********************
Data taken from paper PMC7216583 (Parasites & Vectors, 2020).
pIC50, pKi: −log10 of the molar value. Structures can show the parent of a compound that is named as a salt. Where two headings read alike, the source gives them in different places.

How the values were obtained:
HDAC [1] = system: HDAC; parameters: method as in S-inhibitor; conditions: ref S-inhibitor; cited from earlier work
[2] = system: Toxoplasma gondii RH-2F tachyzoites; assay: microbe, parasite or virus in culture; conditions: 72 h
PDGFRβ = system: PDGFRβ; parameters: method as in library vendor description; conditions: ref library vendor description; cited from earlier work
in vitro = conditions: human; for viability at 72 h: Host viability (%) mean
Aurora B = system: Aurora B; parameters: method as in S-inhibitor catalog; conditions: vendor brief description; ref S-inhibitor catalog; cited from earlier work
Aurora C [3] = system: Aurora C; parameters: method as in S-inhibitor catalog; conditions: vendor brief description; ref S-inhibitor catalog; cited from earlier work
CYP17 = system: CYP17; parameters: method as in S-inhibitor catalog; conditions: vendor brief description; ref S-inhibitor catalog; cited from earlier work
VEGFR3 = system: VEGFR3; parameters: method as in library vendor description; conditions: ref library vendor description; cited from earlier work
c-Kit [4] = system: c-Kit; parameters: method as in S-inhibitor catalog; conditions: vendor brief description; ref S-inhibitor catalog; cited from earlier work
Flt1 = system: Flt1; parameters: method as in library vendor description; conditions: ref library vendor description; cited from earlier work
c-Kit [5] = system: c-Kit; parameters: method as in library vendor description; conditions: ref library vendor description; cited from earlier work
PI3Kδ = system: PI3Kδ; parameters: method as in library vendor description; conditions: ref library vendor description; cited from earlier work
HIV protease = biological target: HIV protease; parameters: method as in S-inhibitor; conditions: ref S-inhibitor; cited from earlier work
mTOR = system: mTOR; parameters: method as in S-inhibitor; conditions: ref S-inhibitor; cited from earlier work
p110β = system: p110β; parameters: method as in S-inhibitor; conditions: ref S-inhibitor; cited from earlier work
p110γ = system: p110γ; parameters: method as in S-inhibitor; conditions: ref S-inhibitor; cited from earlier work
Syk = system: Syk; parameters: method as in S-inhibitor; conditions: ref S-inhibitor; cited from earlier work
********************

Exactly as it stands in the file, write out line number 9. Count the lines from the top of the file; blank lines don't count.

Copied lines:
Aurora C [3] = system: Aurora C; parameters: method as in S-inhibitor catalog; conditions: vendor brief description; ref S-inhibitor catalog; cited from earlier work